By Matthew Willett

Taking a blood vessel from a patient's leg and moving it to the heart is common.

Taking muscle cells from a patient's thigh, expanding them and moving them to a weakened heart is novel enough to garner a company $11 million in its first round of venture financing. That's just what Bioheart Inc.'s MyoCell platform does, and that's just what the company did.

The Fort Lauderdale, Fla., company raised $11 million in the financing that was led by Exeter, N.H.-based Tyco International Ltd.'s venture capital unit, Tyco Ventures.

Founded in 1999 by a group of biotechnology veterans, Bioheart has brought together leading researchers in heart regeneration technology to complete proof-of-concept testing for its cell therapy platform. The company said it is only weeks away from submitting an investigational new drug application to the FDA to begin clinical development of MyoCell.

CEO and co-founder Howard Leonhardt told BioWorld Today his company plans to develop MyoCell for a variety of cardiac indications.

"We spent most of 1999 trying to select the right cell," Leonhardt said. "We looked at embryonic stem cells, we looked at adult stem cells, we looked at cardiomyocytes, and we finally looked at myoblasts, and after consideration we found that myoblasts were the best candidates to move into clinical trials."

The MyoCell process harvests the myoblasts, a class of stem cells programmed to become muscle, from a patient's thigh. After expansion the cells are implanted around damaged heart muscle via the femoral artery through an endoventricular process.

Leonhardt said myoblasts have several advantages: they're ischemia-resistant, they're effective during contraction - unlike other cells effective only during cardiac muscle relaxation - they're easily obtained and they won't be rejected by the patient, who also is the donor.

"The other driving reason for myoblasts is that, unlike other cell types, they have a natural program to avoid over-proliferation, tumor-like growth," Leonhardt said. "The way they avoid that is that they're programmed to connect to the surrounding tissue or themselves within a certain time period of being released, we think about 48 hours after their release. When they connect there is no further proliferation."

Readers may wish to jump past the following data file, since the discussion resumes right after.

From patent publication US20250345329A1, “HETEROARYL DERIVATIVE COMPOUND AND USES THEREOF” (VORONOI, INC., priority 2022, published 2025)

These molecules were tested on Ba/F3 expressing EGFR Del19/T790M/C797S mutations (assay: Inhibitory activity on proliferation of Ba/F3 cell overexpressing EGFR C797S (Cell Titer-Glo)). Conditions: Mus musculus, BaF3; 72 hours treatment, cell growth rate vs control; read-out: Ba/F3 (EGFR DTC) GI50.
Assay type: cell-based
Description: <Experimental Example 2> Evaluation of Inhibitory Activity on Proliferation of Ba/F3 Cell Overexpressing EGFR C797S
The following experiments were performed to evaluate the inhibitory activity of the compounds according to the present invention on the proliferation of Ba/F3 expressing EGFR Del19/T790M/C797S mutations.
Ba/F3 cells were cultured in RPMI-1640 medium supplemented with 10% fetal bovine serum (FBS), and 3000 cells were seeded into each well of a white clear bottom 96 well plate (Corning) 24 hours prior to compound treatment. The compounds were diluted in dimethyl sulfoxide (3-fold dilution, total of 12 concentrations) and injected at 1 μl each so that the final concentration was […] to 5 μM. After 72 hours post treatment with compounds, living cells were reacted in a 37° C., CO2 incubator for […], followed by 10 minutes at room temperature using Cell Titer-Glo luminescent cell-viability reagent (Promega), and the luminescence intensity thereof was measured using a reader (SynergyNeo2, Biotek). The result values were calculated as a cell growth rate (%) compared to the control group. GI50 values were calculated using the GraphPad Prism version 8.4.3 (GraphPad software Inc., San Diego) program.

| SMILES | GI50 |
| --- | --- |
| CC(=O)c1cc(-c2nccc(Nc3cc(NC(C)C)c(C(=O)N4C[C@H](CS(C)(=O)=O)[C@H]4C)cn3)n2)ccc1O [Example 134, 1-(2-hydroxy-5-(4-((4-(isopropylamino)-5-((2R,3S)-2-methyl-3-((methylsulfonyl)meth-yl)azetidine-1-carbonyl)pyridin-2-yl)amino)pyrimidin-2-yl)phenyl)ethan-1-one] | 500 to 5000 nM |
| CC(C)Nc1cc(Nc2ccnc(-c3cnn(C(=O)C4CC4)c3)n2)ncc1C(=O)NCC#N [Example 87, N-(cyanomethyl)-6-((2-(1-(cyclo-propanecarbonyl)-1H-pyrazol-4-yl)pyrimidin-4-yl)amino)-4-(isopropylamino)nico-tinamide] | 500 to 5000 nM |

He added that the process holds promise for further therapeutic benefit, partially because of the angiogenic properties of the newly implanted myoblasts.

"We've initiated a study in animals simulating congestive heart failure, and we expect that to be another, and perhaps the most important, expansion," Leonhardt said. "This technology could also potentially benefit patients with angina. Even though the technology is to grow new muscle, myogenesis, it also has the side effect of creating new blood vessels, angiogenesis. The combination of increased muscle growth and new blood vessels could aid in pain from angina. We believe that could be a future market and we think the trials will show benefit for those patients."

Bioheart CFO John Babitt said the financing will fund those clinical trials, and he added the funding should last the company into the fourth quarter of this year.

"The purpose of the financing is to focus on the remainder of the preclinical work and to provide the initial funding for us to enter clinical trials," Babitt said. "Additionally, there is some ground-level research with respect to cell culturing, validation and transport data that we'll also utilize a portion of these funds for."

And with plans to file an IND in April, the first trial on the list is aimed at evaluating the process's safety and efficacy in the regeneration of damaged heart muscle.

"The first study in Phase I testing will focus on safety, and it'll be a very limited trial," Babitt said. "We can say that it is the goal of the company, to be the first in the world to enter endoventricular delivery trials of this technology."